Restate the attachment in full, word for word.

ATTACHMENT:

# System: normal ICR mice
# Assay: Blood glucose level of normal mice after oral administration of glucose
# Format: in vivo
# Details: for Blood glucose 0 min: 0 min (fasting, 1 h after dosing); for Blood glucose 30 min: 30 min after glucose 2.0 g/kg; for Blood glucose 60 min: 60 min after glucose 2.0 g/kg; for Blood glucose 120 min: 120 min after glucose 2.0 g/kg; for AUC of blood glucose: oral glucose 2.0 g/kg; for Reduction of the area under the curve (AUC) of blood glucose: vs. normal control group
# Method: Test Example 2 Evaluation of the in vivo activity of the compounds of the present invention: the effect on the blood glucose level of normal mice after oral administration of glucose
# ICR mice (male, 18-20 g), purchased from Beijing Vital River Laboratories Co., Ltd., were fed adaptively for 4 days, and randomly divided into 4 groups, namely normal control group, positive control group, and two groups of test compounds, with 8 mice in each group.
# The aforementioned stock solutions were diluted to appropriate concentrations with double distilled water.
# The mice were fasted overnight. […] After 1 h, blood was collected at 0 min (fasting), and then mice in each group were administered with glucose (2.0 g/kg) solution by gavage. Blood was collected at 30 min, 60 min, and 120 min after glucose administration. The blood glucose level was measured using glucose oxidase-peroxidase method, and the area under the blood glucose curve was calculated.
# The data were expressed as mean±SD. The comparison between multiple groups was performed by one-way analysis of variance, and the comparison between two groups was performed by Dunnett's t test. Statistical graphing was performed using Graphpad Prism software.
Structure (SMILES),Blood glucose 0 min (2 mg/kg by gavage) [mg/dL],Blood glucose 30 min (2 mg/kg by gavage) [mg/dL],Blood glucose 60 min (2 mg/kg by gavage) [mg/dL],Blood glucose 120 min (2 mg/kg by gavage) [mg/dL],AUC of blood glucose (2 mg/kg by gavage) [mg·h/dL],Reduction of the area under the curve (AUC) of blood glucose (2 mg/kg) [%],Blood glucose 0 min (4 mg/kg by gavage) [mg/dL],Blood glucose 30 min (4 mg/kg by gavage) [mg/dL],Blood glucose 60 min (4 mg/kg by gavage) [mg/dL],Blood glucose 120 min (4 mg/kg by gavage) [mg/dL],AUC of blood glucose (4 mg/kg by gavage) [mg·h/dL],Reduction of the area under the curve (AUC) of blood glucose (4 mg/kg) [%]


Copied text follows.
# System: normal ICR mice
# Assay: Blood glucose level of normal mice after oral administration of glucose
# Format: in vivo
# Details: for Blood glucose 0 min: 0 min (fasting, 1 h after dosing); for Blood glucose 30 min: 30 min after glucose 2.0 g/kg; for Blood glucose 60 min: 60 min after glucose 2.0 g/kg; for Blood glucose 120 min: 120 min after glucose 2.0 g/kg; for AUC of blood glucose: oral glucose 2.0 g/kg; for Reduction of the area under the curve (AUC) of blood glucose: vs. normal control group
# Method: Test Example 2 Evaluation of the in vivo activity of the compounds of the present invention: the effect on the blood glucose level of normal mice after oral administration of glucose
# ICR mice (male, 18-20 g), purchased from Beijing Vital River Laboratories Co., Ltd., were fed adaptively for 4 days, and randomly divided into 4 groups, namely normal control group, positive control group, and two groups of test compounds, with 8 mice in each group.
# The aforementioned stock solutions were diluted to appropriate concentrations with double distilled water.
# The mice were fasted overnight. […] After 1 h, blood was collected at 0 min (fasting), and then mice in each group were administered with glucose (2.0 g/kg) solution by gavage. Blood was collected at 30 min, 60 min, and 120 min after glucose administration. The blood glucose level was measured using glucose oxidase-peroxidase method, and the area under the blood glucose curve was calculated.
# The data were expressed as mean±SD. The comparison between multiple groups was performed by one-way analysis of variance, and the comparison between two groups was performed by Dunnett's t test. Statistical graphing was performed using Graphpad Prism software.
Structure (SMILES),Blood glucose 0 min (2 mg/kg by gavage) [mg/dL],Blood glucose 30 min (2 mg/kg by gavage) [mg/dL],Blood glucose 60 min (2 mg/kg by gavage) [mg/dL],Blood glucose 120 min (2 mg/kg by gavage) [mg/dL],AUC of blood glucose (2 mg/kg by gavage) [mg·h/dL],Reduction of the area under the curve (AUC) of blood glucose (2 mg/kg) [%],Blood glucose 0 min (4 mg/kg by gavage) [mg/dL],Blood glucose 30 min (4 mg/kg by gavage) [mg/dL],Blood glucose 60 min (4 mg/kg by gavage) [mg/dL],Blood glucose 120 min (4 mg/kg by gavage) [mg/dL],AUC of blood glucose (4 mg/kg by gavage) [mg·h/dL],Reduction of the area under the curve (AUC) of blood glucose (4 mg/kg) [%]